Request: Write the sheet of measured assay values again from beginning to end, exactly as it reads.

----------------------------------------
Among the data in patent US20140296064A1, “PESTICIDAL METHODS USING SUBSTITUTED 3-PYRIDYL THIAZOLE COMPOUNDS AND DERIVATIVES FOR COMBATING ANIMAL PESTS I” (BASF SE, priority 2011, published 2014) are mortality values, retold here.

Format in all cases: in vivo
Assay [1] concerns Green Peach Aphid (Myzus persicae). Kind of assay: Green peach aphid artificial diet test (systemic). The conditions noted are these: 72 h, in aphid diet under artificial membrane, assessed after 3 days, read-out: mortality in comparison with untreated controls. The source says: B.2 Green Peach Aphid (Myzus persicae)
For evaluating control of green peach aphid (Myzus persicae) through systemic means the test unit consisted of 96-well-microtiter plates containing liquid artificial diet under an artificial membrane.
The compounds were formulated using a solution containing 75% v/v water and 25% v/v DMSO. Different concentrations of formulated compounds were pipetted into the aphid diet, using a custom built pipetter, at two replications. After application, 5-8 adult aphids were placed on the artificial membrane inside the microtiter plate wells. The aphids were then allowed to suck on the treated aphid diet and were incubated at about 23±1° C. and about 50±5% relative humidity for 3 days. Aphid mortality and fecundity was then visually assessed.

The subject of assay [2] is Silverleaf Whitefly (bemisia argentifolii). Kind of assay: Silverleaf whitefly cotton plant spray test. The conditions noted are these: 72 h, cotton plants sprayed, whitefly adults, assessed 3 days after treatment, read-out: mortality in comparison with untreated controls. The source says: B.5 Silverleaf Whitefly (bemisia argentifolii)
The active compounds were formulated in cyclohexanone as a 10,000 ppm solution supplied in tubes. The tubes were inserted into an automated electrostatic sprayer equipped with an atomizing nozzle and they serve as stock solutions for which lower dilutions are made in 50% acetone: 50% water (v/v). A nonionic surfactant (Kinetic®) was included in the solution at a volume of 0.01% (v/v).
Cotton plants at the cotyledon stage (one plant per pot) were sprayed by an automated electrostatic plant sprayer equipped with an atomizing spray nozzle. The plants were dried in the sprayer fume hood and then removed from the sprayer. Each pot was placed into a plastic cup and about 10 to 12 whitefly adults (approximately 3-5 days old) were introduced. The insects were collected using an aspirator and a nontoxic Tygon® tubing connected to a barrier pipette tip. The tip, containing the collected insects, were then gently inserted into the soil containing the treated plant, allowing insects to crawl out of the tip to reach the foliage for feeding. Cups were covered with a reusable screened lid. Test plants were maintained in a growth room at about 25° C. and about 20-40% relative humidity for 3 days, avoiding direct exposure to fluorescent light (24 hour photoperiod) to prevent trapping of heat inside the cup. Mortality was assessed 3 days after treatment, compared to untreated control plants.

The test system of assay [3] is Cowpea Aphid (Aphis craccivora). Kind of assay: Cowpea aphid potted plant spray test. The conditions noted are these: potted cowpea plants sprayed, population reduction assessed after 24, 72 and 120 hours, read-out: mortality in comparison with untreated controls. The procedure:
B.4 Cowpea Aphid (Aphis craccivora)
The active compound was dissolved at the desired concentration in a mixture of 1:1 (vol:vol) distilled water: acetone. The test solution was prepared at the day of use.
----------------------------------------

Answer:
Among the data in patent US20140296064A1, “PESTICIDAL METHODS USING SUBSTITUTED 3-PYRIDYL THIAZOLE COMPOUNDS AND DERIVATIVES FOR COMBATING ANIMAL PESTS I” (BASF SE, priority 2011, published 2014) are mortality values, retold here.

Format in all cases: in vivo
Assay [1] concerns Green Peach Aphid (Myzus persicae). Kind of assay: Green peach aphid artificial diet test (systemic). The conditions noted are these: 72 h, in aphid diet under artificial membrane, assessed after 3 days, read-out: mortality in comparison with untreated controls. The source says: B.2 Green Peach Aphid (Myzus persicae)
For evaluating control of green peach aphid (Myzus persicae) through systemic means the test unit consisted of 96-well-microtiter plates containing liquid artificial diet under an artificial membrane.
The compounds were formulated using a solution containing 75% v/v water and 25% v/v DMSO. Different concentrations of formulated compounds were pipetted into the aphid diet, using a custom built pipetter, at two replications. After application, 5-8 adult aphids were placed on the artificial membrane inside the microtiter plate wells. The aphids were then allowed to suck on the treated aphid diet and were incubated at about 23±1° C. and about 50±5% relative humidity for 3 days. Aphid mortality and fecundity was then visually assessed.

The subject of assay [2] is Silverleaf Whitefly (bemisia argentifolii). Kind of assay: Silverleaf whitefly cotton plant spray test. The conditions noted are these: 72 h, cotton plants sprayed, whitefly adults, assessed 3 days after treatment, read-out: mortality in comparison with untreated controls. The source says: B.5 Silverleaf Whitefly (bemisia argentifolii)
The active compounds were formulated in cyclohexanone as a 10,000 ppm solution supplied in tubes. The tubes were inserted into an automated electrostatic sprayer equipped with an atomizing nozzle and they serve as stock solutions for which lower dilutions are made in 50% acetone: 50% water (v/v). A nonionic surfactant (Kinetic®) was included in the solution at a volume of 0.01% (v/v).
Cotton plants at the cotyledon stage (one plant per pot) were sprayed by an automated electrostatic plant sprayer equipped with an atomizing spray nozzle. The plants were dried in the sprayer fume hood and then removed from the sprayer. Each pot was placed into a plastic cup and about 10 to 12 whitefly adults (approximately 3-5 days old) were introduced. The insects were collected using an aspirator and a nontoxic Tygon® tubing connected to a barrier pipette tip. The tip, containing the collected insects, were then gently inserted into the soil containing the treated plant, allowing insects to crawl out of the tip to reach the foliage for feeding. Cups were covered with a reusable screened lid. Test plants were maintained in a growth room at about 25° C. and about 20-40% relative humidity for 3 days, avoiding direct exposure to fluorescent light (24 hour photoperiod) to prevent trapping of heat inside the cup. Mortality was assessed 3 days after treatment, compared to untreated control plants.

The test system of assay [3] is Cowpea Aphid (Aphis craccivora). Kind of assay: Cowpea aphid potted plant spray test. The conditions noted are these: potted cowpea plants sprayed, population reduction assessed after 24, 72 and 120 hours, read-out: mortality in comparison with untreated controls. The procedure:
B.4 Cowpea Aphid (Aphis craccivora)
The active compound was dissolved at the desired concentration in a mixture of 1:1 (vol:vol) distilled water: acetone. The test solution was prepared at the day of use.